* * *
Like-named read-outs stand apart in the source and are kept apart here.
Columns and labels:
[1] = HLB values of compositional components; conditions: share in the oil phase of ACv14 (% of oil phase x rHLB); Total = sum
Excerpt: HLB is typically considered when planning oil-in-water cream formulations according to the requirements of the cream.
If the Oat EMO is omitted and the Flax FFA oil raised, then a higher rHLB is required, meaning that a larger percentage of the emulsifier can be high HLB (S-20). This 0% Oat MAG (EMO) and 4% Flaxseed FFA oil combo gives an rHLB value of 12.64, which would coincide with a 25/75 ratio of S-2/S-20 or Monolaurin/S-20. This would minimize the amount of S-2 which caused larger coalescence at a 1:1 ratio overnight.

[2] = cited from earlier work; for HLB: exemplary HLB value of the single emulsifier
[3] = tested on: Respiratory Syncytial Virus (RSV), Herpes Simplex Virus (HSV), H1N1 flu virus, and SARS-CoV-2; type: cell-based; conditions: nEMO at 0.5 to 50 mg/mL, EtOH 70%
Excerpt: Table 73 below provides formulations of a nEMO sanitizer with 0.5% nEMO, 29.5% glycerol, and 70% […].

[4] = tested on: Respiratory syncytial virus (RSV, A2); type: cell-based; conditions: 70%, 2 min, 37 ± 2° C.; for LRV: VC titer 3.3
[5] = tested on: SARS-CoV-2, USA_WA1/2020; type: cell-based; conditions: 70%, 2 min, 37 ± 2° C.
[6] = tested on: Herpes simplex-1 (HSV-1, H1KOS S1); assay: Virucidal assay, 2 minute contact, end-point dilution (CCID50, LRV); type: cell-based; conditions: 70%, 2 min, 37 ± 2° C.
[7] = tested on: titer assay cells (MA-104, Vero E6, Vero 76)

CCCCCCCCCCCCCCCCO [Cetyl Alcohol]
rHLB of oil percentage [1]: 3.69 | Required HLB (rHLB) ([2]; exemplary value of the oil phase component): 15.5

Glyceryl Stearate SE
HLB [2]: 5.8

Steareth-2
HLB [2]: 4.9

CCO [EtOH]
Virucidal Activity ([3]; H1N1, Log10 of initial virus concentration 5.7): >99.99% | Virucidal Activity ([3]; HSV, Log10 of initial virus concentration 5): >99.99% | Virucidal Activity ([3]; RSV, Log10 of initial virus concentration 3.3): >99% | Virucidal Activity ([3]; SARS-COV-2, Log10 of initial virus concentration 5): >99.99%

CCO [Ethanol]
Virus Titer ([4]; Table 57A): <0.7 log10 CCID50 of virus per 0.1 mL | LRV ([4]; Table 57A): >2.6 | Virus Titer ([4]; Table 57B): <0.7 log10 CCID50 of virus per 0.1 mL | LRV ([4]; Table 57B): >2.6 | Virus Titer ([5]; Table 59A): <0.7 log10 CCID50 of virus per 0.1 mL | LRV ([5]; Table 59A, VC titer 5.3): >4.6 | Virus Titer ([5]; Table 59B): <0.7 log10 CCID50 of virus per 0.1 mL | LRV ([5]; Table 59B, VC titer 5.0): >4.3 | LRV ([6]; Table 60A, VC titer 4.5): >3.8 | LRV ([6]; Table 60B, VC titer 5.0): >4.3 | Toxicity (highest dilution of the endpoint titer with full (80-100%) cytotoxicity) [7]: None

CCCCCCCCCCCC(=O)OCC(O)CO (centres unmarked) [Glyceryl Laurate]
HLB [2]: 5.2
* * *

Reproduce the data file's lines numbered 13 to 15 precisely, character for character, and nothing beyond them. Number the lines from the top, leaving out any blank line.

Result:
CCCCCCCCCCCCCCCCO [Cetyl Alcohol]
rHLB of oil percentage [1]: 3.69 | Required HLB (rHLB) ([2]; exemplary value of the oil phase component): 15.5

Glyceryl Stearate SE